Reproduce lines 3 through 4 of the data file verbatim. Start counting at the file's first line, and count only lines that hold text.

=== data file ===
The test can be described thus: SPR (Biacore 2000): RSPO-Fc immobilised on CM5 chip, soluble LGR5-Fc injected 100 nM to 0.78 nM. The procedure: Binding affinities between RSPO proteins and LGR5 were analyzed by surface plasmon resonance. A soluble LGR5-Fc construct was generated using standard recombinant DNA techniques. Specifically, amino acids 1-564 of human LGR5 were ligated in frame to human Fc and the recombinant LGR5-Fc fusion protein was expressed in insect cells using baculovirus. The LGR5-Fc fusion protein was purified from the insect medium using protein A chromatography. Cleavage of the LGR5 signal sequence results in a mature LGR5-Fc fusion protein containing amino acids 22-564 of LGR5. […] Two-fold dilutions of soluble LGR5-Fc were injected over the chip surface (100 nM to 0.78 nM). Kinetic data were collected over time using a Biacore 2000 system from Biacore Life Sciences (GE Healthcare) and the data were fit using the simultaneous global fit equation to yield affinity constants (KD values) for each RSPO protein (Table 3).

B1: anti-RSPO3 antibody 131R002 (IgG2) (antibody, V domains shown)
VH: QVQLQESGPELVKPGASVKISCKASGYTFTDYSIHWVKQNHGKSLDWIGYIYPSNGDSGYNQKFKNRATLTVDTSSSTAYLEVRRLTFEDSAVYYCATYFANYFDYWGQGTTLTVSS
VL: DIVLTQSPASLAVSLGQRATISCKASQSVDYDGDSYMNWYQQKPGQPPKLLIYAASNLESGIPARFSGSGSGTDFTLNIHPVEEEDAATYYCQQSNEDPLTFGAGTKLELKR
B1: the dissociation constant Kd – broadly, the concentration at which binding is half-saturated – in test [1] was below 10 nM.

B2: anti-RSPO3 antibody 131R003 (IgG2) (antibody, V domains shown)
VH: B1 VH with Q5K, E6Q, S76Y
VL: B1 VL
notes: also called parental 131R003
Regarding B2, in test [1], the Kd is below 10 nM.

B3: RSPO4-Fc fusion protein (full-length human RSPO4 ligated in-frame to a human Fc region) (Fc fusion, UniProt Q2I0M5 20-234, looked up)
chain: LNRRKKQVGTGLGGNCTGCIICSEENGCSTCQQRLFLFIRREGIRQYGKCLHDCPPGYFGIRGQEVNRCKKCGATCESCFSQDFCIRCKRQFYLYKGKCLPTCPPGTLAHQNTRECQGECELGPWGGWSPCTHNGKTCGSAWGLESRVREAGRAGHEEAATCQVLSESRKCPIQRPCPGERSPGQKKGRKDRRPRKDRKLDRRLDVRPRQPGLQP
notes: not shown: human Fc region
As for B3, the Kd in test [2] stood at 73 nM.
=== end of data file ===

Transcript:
VH: QVQLQESGPELVKPGASVKISCKASGYTFTDYSIHWVKQNHGKSLDWIGYIYPSNGDSGYNQKFKNRATLTVDTSSSTAYLEVRRLTFEDSAVYYCATYFANYFDYWGQGTTLTVSS
VL: DIVLTQSPASLAVSLGQRATISCKASQSVDYDGDSYMNWYQQKPGQPPKLLIYAASNLESGIPARFSGSGSGTDFTLNIHPVEEEDAATYYCQQSNEDPLTFGAGTKLELKR